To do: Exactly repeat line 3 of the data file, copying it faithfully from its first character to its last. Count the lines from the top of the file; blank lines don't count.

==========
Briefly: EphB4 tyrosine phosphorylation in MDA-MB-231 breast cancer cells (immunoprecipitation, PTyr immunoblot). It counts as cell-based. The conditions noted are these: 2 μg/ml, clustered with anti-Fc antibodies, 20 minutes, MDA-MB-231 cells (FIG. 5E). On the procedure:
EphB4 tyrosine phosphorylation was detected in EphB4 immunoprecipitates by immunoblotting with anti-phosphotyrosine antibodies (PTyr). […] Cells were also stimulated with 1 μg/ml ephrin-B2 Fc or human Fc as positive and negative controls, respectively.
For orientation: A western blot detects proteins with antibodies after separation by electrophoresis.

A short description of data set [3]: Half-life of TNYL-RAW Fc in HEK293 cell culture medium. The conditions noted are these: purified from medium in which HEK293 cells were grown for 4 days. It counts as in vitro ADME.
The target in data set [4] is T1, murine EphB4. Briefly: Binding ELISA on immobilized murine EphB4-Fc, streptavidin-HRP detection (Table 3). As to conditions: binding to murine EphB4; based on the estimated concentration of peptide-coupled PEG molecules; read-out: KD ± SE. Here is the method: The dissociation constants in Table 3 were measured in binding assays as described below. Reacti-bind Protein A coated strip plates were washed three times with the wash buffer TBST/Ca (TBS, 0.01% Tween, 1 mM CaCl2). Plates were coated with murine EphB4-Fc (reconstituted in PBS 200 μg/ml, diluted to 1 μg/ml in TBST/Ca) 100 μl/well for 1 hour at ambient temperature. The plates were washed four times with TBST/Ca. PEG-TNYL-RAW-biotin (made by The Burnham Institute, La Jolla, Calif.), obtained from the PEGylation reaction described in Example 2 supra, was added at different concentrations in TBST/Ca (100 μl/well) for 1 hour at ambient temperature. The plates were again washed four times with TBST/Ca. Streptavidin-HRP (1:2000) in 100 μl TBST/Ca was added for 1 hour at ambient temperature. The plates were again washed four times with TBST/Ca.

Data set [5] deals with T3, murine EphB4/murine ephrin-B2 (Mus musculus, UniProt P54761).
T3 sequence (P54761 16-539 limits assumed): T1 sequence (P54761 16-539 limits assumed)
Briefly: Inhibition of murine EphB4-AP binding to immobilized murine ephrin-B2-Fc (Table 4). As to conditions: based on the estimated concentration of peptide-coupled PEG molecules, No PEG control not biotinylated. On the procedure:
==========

For orientation: A western blot detects proteins with antibodies after separation by electrophoresis.